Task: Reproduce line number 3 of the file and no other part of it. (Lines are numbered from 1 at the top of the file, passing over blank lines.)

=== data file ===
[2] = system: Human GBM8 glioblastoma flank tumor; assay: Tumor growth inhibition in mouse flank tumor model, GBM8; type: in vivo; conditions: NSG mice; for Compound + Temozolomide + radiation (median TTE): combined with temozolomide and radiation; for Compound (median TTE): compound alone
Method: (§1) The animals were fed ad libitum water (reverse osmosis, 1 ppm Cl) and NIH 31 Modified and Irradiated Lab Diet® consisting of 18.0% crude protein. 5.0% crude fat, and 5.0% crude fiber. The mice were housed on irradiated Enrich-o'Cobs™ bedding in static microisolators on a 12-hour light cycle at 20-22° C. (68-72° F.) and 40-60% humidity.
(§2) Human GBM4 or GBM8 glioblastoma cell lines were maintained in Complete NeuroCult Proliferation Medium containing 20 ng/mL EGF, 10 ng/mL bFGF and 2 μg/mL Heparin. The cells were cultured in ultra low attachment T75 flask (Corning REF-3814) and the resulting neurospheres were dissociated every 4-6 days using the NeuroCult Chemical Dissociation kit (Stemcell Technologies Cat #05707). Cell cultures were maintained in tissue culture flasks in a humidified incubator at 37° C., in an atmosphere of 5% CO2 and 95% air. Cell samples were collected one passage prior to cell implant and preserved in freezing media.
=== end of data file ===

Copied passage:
(§2) Human GBM4 or GBM8 glioblastoma cell lines were maintained in Complete NeuroCult Proliferation Medium containing 20 ng/mL EGF, 10 ng/mL bFGF and 2 μg/mL Heparin. The cells were cultured in ultra low attachment T75 flask (Corning REF-3814) and the resulting neurospheres were dissociated every 4-6 days using the NeuroCult Chemical Dissociation kit (Stemcell Technologies Cat #05707). Cell cultures were maintained in tissue culture flasks in a humidified incubator at 37° C., in an atmosphere of 5% CO2 and 95% air. Cell samples were collected one passage prior to cell implant and preserved in freezing media.